[sane-devel] Please give me some help to solve the license issues in using sane

Olaf Meeuwissen olaf.meeuwissen at avasys.jp
Fri Jun 6 00:15:51 UTC 2008

Johannes Meixner <jsmeix at suse.de> writes:

> I have another question:
> Assume because of whatever reason a scanner manufacturer
> cannot make a free backend (e.g. because of third-party
> license stuff, or just because the upper management at the
> manufacturer is full of fear that another manufacturer might
> "steal" their one-and-only-best-way-to-drive-a-scanner)
> but nevertheless wants to provide a SANE compatible driver.
> How could he do it?

The hard way: reinvent the wheel for everything that is only available
under licensing conditions that are not compatible with the ones that
manufacturer wants to use.

Same manufacturer should get legal council, read and understand the
GPL and become intimitaly familiar with the GPL FAQ[1], especially all
the information in the section "Combining work with code released
under the GNU licenses", if it wants to re-use any GPL'd source code
(with or without exceptions) either directly or via linking or
dynamically loading libraries.

[1] http://www.gnu.org/licenses/gpl-faq.html

> [snip HP example case]
> In case of HPLIP any proprietary stuff happens only between
> the end-user and HP.

That is not the issue.  GPL related issues are typically tied to
programs, not to the steps used to find and install the various
pieces needed to use them.

> Therefore - at least from my point of view - the proprietary
> stuff form HP is ideal because there is nothing a distributor
> or re-distributor has to care about.

Convenient in case there are redistribution restrictions on the HP
stuff, but it still doesn't absolve HP from taking care of any GPL
related runtime issues.

> As far as I know the GPL does not forbid that an end-user
> installs and runs whatever proprietary stuff on his machine.

True if and only if the proprietary stuff does not re-use GPL'd bits.

> Therefore I think that it is in compliance with the GPL
> to have a GPL installation tool which installs proprietary
> stuff.

True if and only if the proprietary stuff does not re-use GPL'd bits.

> As far as I know the GPL cares only about the licensing
> of source code and therefore it is very important to
> be aware of the strict distinction between source code
> and whatever binary stuff.

Licenses are attached to the source code.  However, licensing terms
can have a lot to say about how you are allowed to use that source
code .  That includes privileges and restrictions about how you may
use and may not use the resulting binary stuff.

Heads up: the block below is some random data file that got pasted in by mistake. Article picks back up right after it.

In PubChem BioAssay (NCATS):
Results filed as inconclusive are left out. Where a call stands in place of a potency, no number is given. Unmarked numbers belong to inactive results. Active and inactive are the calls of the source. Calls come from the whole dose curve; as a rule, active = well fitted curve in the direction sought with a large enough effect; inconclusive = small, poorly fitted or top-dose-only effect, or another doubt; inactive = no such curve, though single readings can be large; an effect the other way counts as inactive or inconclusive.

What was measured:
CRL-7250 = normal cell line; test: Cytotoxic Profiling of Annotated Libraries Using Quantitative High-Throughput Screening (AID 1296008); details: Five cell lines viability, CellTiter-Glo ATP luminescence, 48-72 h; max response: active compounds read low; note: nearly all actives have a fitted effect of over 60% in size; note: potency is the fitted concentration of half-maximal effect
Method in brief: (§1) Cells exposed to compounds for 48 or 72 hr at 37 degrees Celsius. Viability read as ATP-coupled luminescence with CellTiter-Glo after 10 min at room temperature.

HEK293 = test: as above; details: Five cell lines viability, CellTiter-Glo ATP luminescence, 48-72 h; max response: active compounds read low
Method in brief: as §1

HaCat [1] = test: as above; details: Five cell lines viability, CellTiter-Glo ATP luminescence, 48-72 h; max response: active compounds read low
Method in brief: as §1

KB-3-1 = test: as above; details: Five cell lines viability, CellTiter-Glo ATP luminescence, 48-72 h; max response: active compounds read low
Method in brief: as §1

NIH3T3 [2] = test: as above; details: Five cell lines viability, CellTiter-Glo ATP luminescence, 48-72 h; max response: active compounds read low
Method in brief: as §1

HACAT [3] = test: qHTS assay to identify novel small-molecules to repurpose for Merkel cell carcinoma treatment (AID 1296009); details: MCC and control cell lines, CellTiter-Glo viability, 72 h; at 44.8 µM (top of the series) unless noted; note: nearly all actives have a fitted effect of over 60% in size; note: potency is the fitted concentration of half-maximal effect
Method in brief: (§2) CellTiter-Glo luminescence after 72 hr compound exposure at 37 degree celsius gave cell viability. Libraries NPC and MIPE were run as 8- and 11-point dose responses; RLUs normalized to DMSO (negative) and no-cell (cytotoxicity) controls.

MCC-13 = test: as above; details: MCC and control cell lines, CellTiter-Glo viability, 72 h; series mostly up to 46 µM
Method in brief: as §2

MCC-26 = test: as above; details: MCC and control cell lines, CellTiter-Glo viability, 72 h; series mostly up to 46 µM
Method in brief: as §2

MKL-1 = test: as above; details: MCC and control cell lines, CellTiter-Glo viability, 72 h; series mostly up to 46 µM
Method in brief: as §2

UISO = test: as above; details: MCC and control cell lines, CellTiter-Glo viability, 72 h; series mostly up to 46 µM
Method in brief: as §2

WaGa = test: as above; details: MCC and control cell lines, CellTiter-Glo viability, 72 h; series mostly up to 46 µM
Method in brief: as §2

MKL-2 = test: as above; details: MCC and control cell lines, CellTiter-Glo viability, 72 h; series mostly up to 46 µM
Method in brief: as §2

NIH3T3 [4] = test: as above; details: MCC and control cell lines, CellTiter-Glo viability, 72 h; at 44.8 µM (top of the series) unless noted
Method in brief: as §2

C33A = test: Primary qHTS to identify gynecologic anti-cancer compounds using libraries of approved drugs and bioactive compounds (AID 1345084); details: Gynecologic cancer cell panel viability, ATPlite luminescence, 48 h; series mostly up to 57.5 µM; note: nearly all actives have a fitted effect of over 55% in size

> For example - as far as I know - it is a GPL license violation
> to have whatever binary stuff in a GPL source code package.

Not true.  First of all, it utterly depends on the licensing condition
of the binary stuff.  Even if these are not compatible with the GPL,
it is still no problem to combine GPL'd source code and incompatibly
licensed binary stuff in a single package or distribution unit.

The picture changes a bit when we start looking at the results of the
build process.  If the program resulting from GPL'd code uses or is
used by the incompatibly licensed binary stuff, then that is _almost_
always a problem.

A good rule of thumb is to look at what happens at run-time.  If GPL
incompatible binary stuff and binary bits built from GPL'd source code
are used by a _single_ process (as jugded by PID), then that's a big
fat violation.  However, if both parts run as separate processes (so
they have different PIDs) and communicate via a socket or some other
IPC mechanism, using a trivial or open, well-documented protocol, then
that is not a violation.

> As far as I know any tiny bit of whatever proprietary stuff
> (regardless if it is binary stuff or proprietary source code)
> in a source code package makes the whole source code package
> a proprietary package.

As explained above, that's not true.  Of course, packaging your stuff
that way is probably not a great idea.  It makes it cumbersome for
redistributors to figure out whether or not your packages, be they
source or otherwise, are legally distributable.  If anything, packages
benefit from sticking to a single, well-known license.  Unfortunately,
it is almost never possible to do so and the result may be a license
violation, GPL or otherwise, if the _combined_ licensing terms are in
one way or another incompatible.

# It's really just an exercise in establishing the simultaneous
# satisfiability of the total set of licensing terms but the way them
# lawyer folks write down those terms makes it far from a trivial
# exercise.

> But I am neither a lawyer nor a GPL expert!

Same story here, but hands-on experience with a GPL violation has
taught me a thing or two (and made me sign up as an FSF Associate
Member ;-).

> You may like to have a look e.g. at
> http://lists.alioth.debian.org/pipermail/sane-devel/2008-April/021822.html
> and
> http://lists.alioth.debian.org/pipermail/sane-devel/2008-April/021911.html

Hope this helps,
Olaf Meeuwissen                   FLOSS Engineer -- AVASYS Corporation
FSF Associate Member #1962           sign up at http://member.fsf.org/

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